When most people go on vacation, they go to see the sights. Sometimes that’s a historical place, a famous art museum or a natural wonder.
For Loren Rhoads, it’s cemeteries.
Since 2011, the writer has maintained the blog Cemetery Travel.
“At first, it started out as something I’d add as a stop on the trip,” she said. “Now, though, cemeteries have become a destination for me.”
Her 240-page book, “199 Cemeteries to See Before You Die,” came out on Tuesday and features photos and stories of cemeteries from around the world, including two in Utah. Rhoads has been to 60 of the sites in her book, and she recalls her Salt Lake visits with fondness.
Several years ago, she was in Salt Lake City for a convention and stopped by the Mt. Olivet Cemetery. She remembers the snowy mountain backdrop and the deer that were unafraid of human visitors.
Mt. Olivet did not make her book, but the Salt Lake City Cemetery and the Mormon Pioneer Memorial Monument, more commonly called the Brigham Young Family Memorial Cemetery, did.
For Rhoads, it’s the stories that draw her to a graveyard. She likes to see which families were prominent in the area, as illustrated by the names on buildings or street signs.
“My favorite is sculpture; if there’s an angel, I’ll hike through any amount of brambles to see it,” she said. “There are museum-quality works out in the elements for anyone to look at.”
The Christmas Box Angel at the Salt Lake City Cemetery, of course, caught her eye.
She writes about it in her book, mentioning that families who have lost a child often leave food or trinkets at its base.
While Rhoads finds peace away from the crowds in cemeteries, she does believe in ghosts. She has never seen one in a cemetery, but she had an encounter at the purportedly haunted Forest Hill Cemetery in Madison, Wis. It was a hot summer day when she walked through a cold patch at the cemetery in an open area.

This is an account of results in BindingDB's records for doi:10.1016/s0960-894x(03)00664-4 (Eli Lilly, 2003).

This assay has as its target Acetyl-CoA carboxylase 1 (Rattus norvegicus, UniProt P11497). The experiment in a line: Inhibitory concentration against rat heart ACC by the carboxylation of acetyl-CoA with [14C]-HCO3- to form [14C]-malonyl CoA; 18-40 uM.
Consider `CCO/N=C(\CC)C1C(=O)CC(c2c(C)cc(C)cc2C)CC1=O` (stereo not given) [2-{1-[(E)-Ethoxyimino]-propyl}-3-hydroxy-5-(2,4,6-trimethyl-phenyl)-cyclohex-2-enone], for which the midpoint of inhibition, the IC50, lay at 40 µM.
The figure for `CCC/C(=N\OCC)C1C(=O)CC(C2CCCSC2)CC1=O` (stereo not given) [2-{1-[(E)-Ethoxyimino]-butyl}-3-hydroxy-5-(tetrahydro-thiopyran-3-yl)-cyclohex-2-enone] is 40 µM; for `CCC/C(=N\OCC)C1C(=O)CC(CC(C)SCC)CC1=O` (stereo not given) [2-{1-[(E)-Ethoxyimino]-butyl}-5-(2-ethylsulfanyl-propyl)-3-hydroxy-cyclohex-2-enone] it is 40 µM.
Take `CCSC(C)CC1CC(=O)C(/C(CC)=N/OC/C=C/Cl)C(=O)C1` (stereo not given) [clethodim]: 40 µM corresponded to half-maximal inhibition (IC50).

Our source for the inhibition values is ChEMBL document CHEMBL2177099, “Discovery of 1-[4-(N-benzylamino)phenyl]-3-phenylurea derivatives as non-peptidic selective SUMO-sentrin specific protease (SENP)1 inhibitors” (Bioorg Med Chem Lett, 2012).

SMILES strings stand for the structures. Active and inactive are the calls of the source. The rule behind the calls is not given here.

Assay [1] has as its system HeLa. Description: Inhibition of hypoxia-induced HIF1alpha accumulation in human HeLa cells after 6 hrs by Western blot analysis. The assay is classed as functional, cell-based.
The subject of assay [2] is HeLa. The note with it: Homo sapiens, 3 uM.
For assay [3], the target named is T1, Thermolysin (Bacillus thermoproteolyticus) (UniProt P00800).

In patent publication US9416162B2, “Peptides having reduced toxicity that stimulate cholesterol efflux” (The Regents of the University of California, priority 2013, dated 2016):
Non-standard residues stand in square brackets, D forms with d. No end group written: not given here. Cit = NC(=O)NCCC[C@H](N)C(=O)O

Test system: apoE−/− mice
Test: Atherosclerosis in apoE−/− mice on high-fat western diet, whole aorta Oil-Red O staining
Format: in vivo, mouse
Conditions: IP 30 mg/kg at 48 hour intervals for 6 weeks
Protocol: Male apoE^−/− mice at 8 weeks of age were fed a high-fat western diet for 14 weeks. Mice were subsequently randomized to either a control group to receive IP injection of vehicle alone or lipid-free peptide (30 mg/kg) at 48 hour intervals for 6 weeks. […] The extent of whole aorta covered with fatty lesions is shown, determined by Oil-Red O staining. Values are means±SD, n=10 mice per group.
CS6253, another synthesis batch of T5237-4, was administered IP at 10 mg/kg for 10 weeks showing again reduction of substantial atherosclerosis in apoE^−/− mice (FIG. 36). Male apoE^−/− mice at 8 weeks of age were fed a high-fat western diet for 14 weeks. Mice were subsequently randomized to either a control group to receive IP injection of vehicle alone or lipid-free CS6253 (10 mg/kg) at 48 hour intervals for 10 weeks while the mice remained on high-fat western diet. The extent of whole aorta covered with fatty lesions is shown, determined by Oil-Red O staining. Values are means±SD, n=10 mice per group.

“I didn’t see anything or hear anything,” she said. “But that cold patch was still there.”
The belief in ghosts is shared by Kristen Clay, owner and director of Story Tours: Ogden and Salt Lake City Ghost Tours, which has hosted ghost tours through the Salt Lake City Cemetery since 2002.
“We share the stories of some of the people buried there, tell some of the odd myths and dispel some of the [misconceptions] about the place,” Clay said.
She recounted several stories, but one of the most famous is of Jacob Moritz. He ran the Salt Lake Brewing Co., one of the largest breweries outside Milwaukee. He ran for governor, but he fell out of favor with the Liberal Party after he defended a polygamous family who had been incarcerated in Utah for practicing polygamy after it was outlawed, but whom the federal government wanted to prosecute again on federal charges, Clay said.
Moritz was dismissed from the case for refusing to try them again. While it gained him favor with the Mormons, he lost his gubernatorial election in a landslide to Simon Bamberger. The two are buried facing each other in the Jewish section of the Salt Lake City Cemetery.
Moritz fell ill and traveled to Germany in hopes of finding a cure. He ended up dying there at 39, and his wife returned to Utah with his remains. Shortly after he was interred in his mausoleum, a legend started that those who circle the mausoleum three times while repeatedly chanting the name “Emo” and then peer inside will see a pair of red, glowing eyes.
One of Clay’s storytellers has a copy of a photo taken by someone who followed the ritual, and it shows a face inside the grate over the tall mausoleum, Clay said.
People on tours and cemetery workers have heard the voices of children laughing or seen the spirits of children playing hide-and-seek at the Salt Lake City Cemetery, Clay said.
The thought of ghosts is a comfort to Rhoads.
“I’d like to think that our loved ones come back and check on us,” she said.
Regardless of a person’s belief about ghosts, Rhoads encourages everyone to visit cemeteries.
“It shows what people value: Are graves labeled ‘mother,’ ‘father,’ ‘sister,’ ‘brother’? Are there religious or Masonic or other fraternal organization symbols, or are there poetry excerpts or flowers?” she said. “You can learn a lot about what’s important to people. It’s different in different places, and I find that fascinating.”
199 Cemeteries to See Before You Die
By Loren Rhoads
Published by Hachette Books and Black Dog & Leventhal Publishers